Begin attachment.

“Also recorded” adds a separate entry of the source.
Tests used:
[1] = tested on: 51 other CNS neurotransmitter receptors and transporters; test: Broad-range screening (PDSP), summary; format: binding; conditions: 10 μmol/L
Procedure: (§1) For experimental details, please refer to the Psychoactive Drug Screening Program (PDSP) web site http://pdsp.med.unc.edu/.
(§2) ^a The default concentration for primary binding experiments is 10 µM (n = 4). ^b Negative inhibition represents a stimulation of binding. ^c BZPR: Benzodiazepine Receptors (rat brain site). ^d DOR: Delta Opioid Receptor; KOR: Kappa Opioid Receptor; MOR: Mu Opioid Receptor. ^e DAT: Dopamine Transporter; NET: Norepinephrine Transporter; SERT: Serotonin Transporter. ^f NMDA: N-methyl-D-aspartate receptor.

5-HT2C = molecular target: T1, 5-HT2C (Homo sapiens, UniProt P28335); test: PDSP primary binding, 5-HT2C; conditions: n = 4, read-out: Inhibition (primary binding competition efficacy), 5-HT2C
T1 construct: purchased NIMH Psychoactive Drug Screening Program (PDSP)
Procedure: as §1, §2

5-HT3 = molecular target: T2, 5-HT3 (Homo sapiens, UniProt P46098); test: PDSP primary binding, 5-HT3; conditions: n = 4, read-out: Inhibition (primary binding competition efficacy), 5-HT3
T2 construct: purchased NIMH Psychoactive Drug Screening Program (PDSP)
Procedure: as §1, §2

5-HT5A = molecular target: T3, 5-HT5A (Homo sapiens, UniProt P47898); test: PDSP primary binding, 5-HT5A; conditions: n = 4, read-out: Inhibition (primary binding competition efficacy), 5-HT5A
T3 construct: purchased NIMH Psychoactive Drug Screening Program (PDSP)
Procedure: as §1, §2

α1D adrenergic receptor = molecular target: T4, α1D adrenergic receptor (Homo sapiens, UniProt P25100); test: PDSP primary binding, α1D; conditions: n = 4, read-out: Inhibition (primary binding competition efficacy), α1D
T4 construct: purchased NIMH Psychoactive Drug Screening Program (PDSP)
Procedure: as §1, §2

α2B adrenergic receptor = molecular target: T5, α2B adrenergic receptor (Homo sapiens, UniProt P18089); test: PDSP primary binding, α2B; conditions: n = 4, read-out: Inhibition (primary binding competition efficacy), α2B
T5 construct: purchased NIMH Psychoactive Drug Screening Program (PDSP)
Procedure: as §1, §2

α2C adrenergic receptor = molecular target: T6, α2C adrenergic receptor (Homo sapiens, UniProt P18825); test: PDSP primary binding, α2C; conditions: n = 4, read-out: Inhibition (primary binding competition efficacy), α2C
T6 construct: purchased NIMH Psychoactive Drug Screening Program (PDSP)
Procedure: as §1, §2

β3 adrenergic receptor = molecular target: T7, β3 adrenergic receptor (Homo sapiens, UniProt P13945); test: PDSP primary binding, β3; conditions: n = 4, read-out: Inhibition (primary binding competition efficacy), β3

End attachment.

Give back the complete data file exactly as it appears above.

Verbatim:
“Also recorded” adds a separate entry of the source.
Tests used:
[1] = tested on: 51 other CNS neurotransmitter receptors and transporters; test: Broad-range screening (PDSP), summary; format: binding; conditions: 10 μmol/L
Procedure: (§1) For experimental details, please refer to the Psychoactive Drug Screening Program (PDSP) web site http://pdsp.med.unc.edu/.
(§2) ^a The default concentration for primary binding experiments is 10 µM (n = 4). ^b Negative inhibition represents a stimulation of binding. ^c BZPR: Benzodiazepine Receptors (rat brain site). ^d DOR: Delta Opioid Receptor; KOR: Kappa Opioid Receptor; MOR: Mu Opioid Receptor. ^e DAT: Dopamine Transporter; NET: Norepinephrine Transporter; SERT: Serotonin Transporter. ^f NMDA: N-methyl-D-aspartate receptor.

5-HT2C = molecular target: T1, 5-HT2C (Homo sapiens, UniProt P28335); test: PDSP primary binding, 5-HT2C; conditions: n = 4, read-out: Inhibition (primary binding competition efficacy), 5-HT2C
T1 construct: purchased NIMH Psychoactive Drug Screening Program (PDSP)
Procedure: as §1, §2

5-HT3 = molecular target: T2, 5-HT3 (Homo sapiens, UniProt P46098); test: PDSP primary binding, 5-HT3; conditions: n = 4, read-out: Inhibition (primary binding competition efficacy), 5-HT3
T2 construct: purchased NIMH Psychoactive Drug Screening Program (PDSP)
Procedure: as §1, §2

5-HT5A = molecular target: T3, 5-HT5A (Homo sapiens, UniProt P47898); test: PDSP primary binding, 5-HT5A; conditions: n = 4, read-out: Inhibition (primary binding competition efficacy), 5-HT5A
T3 construct: purchased NIMH Psychoactive Drug Screening Program (PDSP)
Procedure: as §1, §2

α1D adrenergic receptor = molecular target: T4, α1D adrenergic receptor (Homo sapiens, UniProt P25100); test: PDSP primary binding, α1D; conditions: n = 4, read-out: Inhibition (primary binding competition efficacy), α1D
T4 construct: purchased NIMH Psychoactive Drug Screening Program (PDSP)
Procedure: as §1, §2

α2B adrenergic receptor = molecular target: T5, α2B adrenergic receptor (Homo sapiens, UniProt P18089); test: PDSP primary binding, α2B; conditions: n = 4, read-out: Inhibition (primary binding competition efficacy), α2B
T5 construct: purchased NIMH Psychoactive Drug Screening Program (PDSP)
Procedure: as §1, §2

α2C adrenergic receptor = molecular target: T6, α2C adrenergic receptor (Homo sapiens, UniProt P18825); test: PDSP primary binding, α2C; conditions: n = 4, read-out: Inhibition (primary binding competition efficacy), α2C
T6 construct: purchased NIMH Psychoactive Drug Screening Program (PDSP)
Procedure: as §1, §2

β3 adrenergic receptor = molecular target: T7, β3 adrenergic receptor (Homo sapiens, UniProt P13945); test: PDSP primary binding, β3; conditions: n = 4, read-out: Inhibition (primary binding competition efficacy), β3